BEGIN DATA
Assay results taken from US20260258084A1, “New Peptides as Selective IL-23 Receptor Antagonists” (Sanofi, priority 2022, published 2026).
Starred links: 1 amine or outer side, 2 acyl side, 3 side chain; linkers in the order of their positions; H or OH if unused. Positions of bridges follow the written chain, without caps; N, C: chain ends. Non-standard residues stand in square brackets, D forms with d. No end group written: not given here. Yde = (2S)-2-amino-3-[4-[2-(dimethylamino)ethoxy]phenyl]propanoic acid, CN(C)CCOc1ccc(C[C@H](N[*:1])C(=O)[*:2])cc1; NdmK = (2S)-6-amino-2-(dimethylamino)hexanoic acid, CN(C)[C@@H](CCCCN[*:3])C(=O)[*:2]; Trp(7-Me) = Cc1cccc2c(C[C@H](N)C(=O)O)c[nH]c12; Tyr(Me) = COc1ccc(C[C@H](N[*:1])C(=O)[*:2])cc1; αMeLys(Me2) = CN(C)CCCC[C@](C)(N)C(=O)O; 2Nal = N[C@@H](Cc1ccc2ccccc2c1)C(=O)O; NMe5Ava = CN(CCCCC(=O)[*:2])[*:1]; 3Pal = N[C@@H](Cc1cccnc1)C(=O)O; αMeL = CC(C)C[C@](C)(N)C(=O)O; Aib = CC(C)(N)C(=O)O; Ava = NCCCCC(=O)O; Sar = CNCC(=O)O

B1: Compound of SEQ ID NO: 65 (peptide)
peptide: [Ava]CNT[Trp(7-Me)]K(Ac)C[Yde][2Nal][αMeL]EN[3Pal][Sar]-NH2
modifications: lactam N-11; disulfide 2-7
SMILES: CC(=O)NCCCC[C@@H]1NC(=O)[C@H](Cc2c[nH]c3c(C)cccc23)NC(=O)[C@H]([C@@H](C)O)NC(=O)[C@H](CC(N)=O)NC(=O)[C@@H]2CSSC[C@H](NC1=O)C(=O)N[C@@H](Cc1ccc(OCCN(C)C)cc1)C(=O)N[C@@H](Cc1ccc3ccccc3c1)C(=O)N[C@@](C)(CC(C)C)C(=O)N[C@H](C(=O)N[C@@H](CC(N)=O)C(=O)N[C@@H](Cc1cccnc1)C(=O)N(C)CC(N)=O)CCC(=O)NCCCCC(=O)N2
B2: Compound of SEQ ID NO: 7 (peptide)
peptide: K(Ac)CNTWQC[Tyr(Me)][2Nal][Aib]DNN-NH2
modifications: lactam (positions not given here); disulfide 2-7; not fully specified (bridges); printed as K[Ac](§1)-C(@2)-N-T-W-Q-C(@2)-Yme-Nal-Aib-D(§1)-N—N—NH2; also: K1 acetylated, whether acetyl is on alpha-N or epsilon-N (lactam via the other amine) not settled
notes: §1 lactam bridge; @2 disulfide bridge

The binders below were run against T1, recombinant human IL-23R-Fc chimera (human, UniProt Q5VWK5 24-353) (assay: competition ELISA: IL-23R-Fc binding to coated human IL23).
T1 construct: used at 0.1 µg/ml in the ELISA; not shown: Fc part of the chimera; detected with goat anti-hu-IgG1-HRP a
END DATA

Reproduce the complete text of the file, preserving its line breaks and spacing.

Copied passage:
Assay results taken from US20260258084A1, “New Peptides as Selective IL-23 Receptor Antagonists” (Sanofi, priority 2022, published 2026).
Starred links: 1 amine or outer side, 2 acyl side, 3 side chain; linkers in the order of their positions; H or OH if unused. Positions of bridges follow the written chain, without caps; N, C: chain ends. Non-standard residues stand in square brackets, D forms with d. No end group written: not given here. Yde = (2S)-2-amino-3-[4-[2-(dimethylamino)ethoxy]phenyl]propanoic acid, CN(C)CCOc1ccc(C[C@H](N[*:1])C(=O)[*:2])cc1; NdmK = (2S)-6-amino-2-(dimethylamino)hexanoic acid, CN(C)[C@@H](CCCCN[*:3])C(=O)[*:2]; Trp(7-Me) = Cc1cccc2c(C[C@H](N)C(=O)O)c[nH]c12; Tyr(Me) = COc1ccc(C[C@H](N[*:1])C(=O)[*:2])cc1; αMeLys(Me2) = CN(C)CCCC[C@](C)(N)C(=O)O; 2Nal = N[C@@H](Cc1ccc2ccccc2c1)C(=O)O; NMe5Ava = CN(CCCCC(=O)[*:2])[*:1]; 3Pal = N[C@@H](Cc1cccnc1)C(=O)O; αMeL = CC(C)C[C@](C)(N)C(=O)O; Aib = CC(C)(N)C(=O)O; Ava = NCCCCC(=O)O; Sar = CNCC(=O)O

B1: Compound of SEQ ID NO: 65 (peptide)
peptide: [Ava]CNT[Trp(7-Me)]K(Ac)C[Yde][2Nal][αMeL]EN[3Pal][Sar]-NH2
modifications: lactam N-11; disulfide 2-7
SMILES: CC(=O)NCCCC[C@@H]1NC(=O)[C@H](Cc2c[nH]c3c(C)cccc23)NC(=O)[C@H]([C@@H](C)O)NC(=O)[C@H](CC(N)=O)NC(=O)[C@@H]2CSSC[C@H](NC1=O)C(=O)N[C@@H](Cc1ccc(OCCN(C)C)cc1)C(=O)N[C@@H](Cc1ccc3ccccc3c1)C(=O)N[C@@](C)(CC(C)C)C(=O)N[C@H](C(=O)N[C@@H](CC(N)=O)C(=O)N[C@@H](Cc1cccnc1)C(=O)N(C)CC(N)=O)CCC(=O)NCCCCC(=O)N2
B2: Compound of SEQ ID NO: 7 (peptide)
peptide: K(Ac)CNTWQC[Tyr(Me)][2Nal][Aib]DNN-NH2
modifications: lactam (positions not given here); disulfide 2-7; not fully specified (bridges); printed as K[Ac](§1)-C(@2)-N-T-W-Q-C(@2)-Yme-Nal-Aib-D(§1)-N—N—NH2; also: K1 acetylated, whether acetyl is on alpha-N or epsilon-N (lactam via the other amine) not settled
notes: §1 lactam bridge; @2 disulfide bridge

The binders below were run against T1, recombinant human IL-23R-Fc chimera (human, UniProt Q5VWK5 24-353) (assay: competition ELISA: IL-23R-Fc binding to coated human IL23).
T1 construct: used at 0.1 µg/ml in the ELISA; not shown: Fc part of the chimera; detected with goat anti-hu-IgG1-HRP a